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In all languages, a module system is important to divide code into reasonably sized chunks and to ensure you are working with the desired chunks. It is also essential for the sake of naming, because otherwise names would either have to be overly long or risk conflicts. This is especially true when combining different libraries that lack knowledge of each other.

In Java for example, each file corresponds to a single class. This is only reasonable considering it's verbosity. In reality, the behaviors of a type or class are just as likely to exist in the intersection of types as focused mainly within a single type. Even once the ability to add classes separately from the type declaration, the methodology falls apart. However, the association of methods to their most relevant class is very effective from the perspective of both documentation and discoverability.

Haskell instead allows for a more free-form organization of codes. Modules can be imported either directly or qualified. However, only documentation can say which one is the right way to import for a given module. It is also difficult to discover functions without digging aimlessly through documentation. However, the organization better suites the problem domains because it is based freely on the cleanest way to view code.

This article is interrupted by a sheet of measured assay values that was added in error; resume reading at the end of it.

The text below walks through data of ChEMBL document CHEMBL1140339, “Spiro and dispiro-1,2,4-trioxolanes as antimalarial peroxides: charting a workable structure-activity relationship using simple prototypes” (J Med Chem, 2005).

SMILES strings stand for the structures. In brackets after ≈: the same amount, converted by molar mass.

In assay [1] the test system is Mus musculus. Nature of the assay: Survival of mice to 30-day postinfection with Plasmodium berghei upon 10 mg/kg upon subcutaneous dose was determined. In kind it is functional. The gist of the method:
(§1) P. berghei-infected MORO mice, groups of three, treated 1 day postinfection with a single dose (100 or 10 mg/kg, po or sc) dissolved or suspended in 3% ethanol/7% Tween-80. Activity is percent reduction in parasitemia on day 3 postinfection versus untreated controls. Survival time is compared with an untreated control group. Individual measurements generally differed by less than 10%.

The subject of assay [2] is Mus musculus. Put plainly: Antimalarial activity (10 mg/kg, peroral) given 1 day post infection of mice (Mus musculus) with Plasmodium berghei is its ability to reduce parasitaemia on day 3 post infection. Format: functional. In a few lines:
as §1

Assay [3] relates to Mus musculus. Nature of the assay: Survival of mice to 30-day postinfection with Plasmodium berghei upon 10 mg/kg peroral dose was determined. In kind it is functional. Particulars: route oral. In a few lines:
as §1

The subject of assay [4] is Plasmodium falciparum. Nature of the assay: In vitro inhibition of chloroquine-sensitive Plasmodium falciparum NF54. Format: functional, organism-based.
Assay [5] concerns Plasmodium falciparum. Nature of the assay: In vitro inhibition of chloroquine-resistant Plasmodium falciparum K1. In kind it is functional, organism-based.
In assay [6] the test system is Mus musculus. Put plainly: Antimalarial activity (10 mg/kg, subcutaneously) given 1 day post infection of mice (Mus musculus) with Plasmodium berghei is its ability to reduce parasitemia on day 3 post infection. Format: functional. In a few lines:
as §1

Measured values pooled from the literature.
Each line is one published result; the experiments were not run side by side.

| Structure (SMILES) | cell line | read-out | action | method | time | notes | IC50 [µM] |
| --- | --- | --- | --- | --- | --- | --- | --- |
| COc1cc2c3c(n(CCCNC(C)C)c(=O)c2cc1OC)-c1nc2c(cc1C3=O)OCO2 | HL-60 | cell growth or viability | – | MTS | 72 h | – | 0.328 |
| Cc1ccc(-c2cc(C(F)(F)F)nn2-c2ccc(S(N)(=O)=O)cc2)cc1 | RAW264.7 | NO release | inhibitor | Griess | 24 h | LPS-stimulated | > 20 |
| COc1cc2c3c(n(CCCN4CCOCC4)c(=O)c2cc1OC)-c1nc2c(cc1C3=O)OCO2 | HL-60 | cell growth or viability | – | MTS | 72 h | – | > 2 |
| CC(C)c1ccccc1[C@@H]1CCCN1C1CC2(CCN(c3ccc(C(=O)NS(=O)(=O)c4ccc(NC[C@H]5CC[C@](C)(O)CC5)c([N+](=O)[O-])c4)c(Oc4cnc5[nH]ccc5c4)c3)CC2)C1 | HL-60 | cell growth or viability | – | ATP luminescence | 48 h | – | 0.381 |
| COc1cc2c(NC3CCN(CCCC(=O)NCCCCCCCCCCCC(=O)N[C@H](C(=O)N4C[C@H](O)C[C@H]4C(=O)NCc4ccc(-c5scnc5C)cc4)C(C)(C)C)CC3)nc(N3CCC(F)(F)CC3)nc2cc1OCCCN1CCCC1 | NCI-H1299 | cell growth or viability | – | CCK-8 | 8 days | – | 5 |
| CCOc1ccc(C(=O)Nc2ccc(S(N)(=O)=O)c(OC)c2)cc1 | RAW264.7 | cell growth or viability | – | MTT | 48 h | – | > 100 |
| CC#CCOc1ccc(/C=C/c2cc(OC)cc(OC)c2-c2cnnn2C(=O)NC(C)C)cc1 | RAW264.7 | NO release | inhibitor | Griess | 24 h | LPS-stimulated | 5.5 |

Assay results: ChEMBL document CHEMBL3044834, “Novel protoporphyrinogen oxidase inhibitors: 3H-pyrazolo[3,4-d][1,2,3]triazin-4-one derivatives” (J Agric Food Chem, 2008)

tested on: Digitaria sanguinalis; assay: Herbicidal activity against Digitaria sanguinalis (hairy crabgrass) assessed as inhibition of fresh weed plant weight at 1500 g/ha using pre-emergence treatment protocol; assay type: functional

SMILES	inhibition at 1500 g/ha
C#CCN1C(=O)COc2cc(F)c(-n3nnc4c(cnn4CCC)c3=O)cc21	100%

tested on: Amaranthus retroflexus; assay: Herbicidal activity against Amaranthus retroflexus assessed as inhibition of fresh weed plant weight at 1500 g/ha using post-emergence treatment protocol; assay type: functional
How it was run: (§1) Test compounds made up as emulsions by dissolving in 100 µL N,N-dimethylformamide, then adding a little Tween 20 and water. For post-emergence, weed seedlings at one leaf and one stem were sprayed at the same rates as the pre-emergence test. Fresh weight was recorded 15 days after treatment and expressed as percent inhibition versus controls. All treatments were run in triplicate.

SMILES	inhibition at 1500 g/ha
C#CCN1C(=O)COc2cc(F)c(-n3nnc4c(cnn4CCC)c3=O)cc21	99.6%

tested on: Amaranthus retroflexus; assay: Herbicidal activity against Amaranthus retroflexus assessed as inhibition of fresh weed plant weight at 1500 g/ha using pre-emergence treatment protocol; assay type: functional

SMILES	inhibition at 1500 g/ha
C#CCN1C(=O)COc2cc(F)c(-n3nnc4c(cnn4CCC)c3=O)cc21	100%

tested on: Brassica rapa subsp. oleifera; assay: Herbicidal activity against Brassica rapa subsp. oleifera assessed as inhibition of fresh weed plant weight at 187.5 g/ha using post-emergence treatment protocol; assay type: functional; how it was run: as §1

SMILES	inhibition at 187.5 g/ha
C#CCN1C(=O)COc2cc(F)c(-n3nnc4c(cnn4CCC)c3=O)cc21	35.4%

Type and Class Scoping

In Catln, functions can be attached to types and classes. Then, they are called such as list.append(v=5). However, this is actually just a syntactic sugar over a direct function call List::append(this=list, v=5). So, it doesn't require much additional effort at the language level besides some desugaring and special handling for docs/error messages.

The :: syntax is used to modularize functions within the scope of a type or class. It can also be expanded in several ways. A function can be within a scope without requiring a dot such as List::empty. This makes it similar to a static method. The main benefit of scoping a function is to add a context to the function that separates it from similar methods in different contexts like Graph::empty. It also allows for the construction of documentation pages featuring all of the methods within a type or class scope. These pages will be some of the more useful ones when programming with a library. Because of this, the code files should not necessarily be organized based on the scoping (see documentation).